Rigpa are a charity who teach meditation in the Tibetan Buddhist tradition, but for the benefit of all modern men and women. In the UK their activity ranges from free meditation instruction, to a long term path of authentic study & practice, running multiple events each year hosting a number of different speakers, outreach work with the sick and dying and an annual 10 day retreat.
Their website was painfully outdated and contained an overwhelming amount of outdated information. They approached me to re-build it from the ground up, with the aim of it becoming a vibrant platform for all of their activity.
The consensus was that the old site felt too corporate and was weighed down with redundant information. The home page was a melee of different content and a complete lack of information hierarchy meant that knowing where to go next was almost impossible for the user.
The first step we took was to try and better understand the audience. Interviews were conducted with both long time members and those people who had just come for their first drop in meditation session. These helped clarify assumptions about their different needs and allowed me to develop a set of user personas which would help guide the design process. I wanted these peronas to be a tool that people were keen to use throughout the project, so I made them colourful and printed off sets of them in a convenient card form.
I then ran a series of workshops with a cross section of volunteers and staff from the organisation. The exercises were varied and the outcomes helped to:
- establish an agreed tone for the content
- simplify the content into fewer, clearer categories
- map out a series of user journey's for the various personas
- clarify who would be involved in creating content going forward
Armed with the output of these sessions I set out to define the new structure for the site in a google spreadsheet, and then worked with different people from the organisation to write new content for each section. This ensured that there were no big hold ups to the launch, and also helped to inform the design process around the actual content that would be used.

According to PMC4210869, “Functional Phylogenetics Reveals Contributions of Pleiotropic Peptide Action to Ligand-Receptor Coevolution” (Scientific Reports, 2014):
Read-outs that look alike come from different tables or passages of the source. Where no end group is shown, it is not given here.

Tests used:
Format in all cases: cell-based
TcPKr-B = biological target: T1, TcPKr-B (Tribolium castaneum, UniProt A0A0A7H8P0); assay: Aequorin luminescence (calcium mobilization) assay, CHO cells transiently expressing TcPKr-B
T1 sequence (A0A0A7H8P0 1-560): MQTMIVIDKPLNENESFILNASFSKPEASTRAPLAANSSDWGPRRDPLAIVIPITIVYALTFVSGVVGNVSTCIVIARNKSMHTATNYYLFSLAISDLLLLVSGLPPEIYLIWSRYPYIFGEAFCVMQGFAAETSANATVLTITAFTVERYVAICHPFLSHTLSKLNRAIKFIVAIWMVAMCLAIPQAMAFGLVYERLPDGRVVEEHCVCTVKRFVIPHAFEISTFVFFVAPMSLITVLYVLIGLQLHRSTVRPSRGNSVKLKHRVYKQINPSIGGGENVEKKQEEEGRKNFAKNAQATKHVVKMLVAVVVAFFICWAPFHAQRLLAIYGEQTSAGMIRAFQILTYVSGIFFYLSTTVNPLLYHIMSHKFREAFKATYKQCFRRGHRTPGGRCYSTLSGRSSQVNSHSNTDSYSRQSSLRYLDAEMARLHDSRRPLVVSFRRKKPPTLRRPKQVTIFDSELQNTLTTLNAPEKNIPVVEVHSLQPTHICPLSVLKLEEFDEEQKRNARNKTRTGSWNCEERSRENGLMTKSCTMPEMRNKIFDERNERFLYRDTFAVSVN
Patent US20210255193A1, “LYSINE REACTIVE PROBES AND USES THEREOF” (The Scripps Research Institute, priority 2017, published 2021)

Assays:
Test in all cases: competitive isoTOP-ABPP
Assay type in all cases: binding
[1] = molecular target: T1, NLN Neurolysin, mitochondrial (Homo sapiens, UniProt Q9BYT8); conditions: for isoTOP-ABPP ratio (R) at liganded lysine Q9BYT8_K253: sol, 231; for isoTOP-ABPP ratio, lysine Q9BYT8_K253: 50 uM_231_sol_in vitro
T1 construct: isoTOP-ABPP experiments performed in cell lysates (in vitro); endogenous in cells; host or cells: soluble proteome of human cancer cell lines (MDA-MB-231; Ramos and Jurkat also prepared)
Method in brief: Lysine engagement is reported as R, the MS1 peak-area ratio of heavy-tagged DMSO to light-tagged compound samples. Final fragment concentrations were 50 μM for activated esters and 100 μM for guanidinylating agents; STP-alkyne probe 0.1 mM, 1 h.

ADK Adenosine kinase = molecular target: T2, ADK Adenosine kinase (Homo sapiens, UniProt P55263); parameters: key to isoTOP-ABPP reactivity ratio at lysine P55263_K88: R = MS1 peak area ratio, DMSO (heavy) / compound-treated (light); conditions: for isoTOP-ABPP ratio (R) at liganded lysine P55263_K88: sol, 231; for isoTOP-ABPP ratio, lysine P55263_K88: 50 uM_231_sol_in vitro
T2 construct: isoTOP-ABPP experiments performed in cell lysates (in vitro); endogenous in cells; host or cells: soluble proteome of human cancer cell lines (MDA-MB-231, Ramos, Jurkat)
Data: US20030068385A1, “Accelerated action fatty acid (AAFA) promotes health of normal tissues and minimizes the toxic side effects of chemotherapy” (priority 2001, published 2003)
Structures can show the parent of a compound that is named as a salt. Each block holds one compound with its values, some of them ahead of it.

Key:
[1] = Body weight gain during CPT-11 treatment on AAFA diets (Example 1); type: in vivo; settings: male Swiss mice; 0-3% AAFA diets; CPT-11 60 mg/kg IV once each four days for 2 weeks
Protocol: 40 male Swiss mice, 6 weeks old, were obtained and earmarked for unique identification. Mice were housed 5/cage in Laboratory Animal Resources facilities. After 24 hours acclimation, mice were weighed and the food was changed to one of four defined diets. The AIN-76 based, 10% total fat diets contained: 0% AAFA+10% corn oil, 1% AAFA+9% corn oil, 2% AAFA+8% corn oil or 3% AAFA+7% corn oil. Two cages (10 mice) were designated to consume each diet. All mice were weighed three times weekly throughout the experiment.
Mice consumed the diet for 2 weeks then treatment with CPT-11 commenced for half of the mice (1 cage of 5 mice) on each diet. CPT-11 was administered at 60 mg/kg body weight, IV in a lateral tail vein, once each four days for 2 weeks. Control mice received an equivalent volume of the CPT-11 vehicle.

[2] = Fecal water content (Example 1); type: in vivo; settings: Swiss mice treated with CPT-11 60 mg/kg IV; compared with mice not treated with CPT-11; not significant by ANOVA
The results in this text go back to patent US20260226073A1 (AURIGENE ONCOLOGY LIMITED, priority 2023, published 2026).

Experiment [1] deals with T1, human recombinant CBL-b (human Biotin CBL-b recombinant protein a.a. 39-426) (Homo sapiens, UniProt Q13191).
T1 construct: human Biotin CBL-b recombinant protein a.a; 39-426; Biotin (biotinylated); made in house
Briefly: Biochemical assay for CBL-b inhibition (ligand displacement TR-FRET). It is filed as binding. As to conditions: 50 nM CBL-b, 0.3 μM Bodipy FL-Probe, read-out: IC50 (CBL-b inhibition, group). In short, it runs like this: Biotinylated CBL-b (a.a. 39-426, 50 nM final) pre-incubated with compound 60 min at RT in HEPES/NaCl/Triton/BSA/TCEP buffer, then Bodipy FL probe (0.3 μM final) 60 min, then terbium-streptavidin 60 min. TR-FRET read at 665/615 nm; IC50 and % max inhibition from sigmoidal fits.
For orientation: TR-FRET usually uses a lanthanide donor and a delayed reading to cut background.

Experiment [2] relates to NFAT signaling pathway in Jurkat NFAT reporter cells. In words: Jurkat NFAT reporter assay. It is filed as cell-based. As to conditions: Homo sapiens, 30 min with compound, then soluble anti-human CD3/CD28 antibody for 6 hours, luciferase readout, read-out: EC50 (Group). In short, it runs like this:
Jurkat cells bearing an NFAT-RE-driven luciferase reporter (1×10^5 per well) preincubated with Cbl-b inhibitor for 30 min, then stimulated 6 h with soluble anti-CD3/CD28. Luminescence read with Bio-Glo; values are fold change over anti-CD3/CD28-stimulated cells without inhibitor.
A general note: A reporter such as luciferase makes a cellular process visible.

When it came to the design, there was a real desire to make the site more approachable - losing the corporate feel of the old site and emphasising the very human connections which make up their courses.
I presented a new palette of bright pastel colours (inspired by the colourful patterns associated with Tibetan Buddhism). These were chosen to communicate a friendly, vibrant and approachable atmosphere.
I also commissioned a photographer to attend their events, which meant that we had a good range of quality photos showing the people that make up the organisation.
It was clear from the UX research that the navigation needed to be completely reimagined. Although the website served the whole UK, it had previously been used only by the London branch. It was essential that the new navigation was kept simple and clear, while still signposting users to their local branch pages.
The organisation were already using an open source CRM for their student database and event management. This tied us down to a limited number of CMS solutions, and Wordpress was elected for ease of use - it was important that volunteers across the country could feel confident in updating their own content independently.
I undertook building a Wordpress theme for the design, installing a local copy of their CRM on my local development environment to ensure they were playing nicely together. This meant I could configure the setup so they could create an event on their CRM and then have Wordpress display registration forms for the events directly in the theme wherever they chose.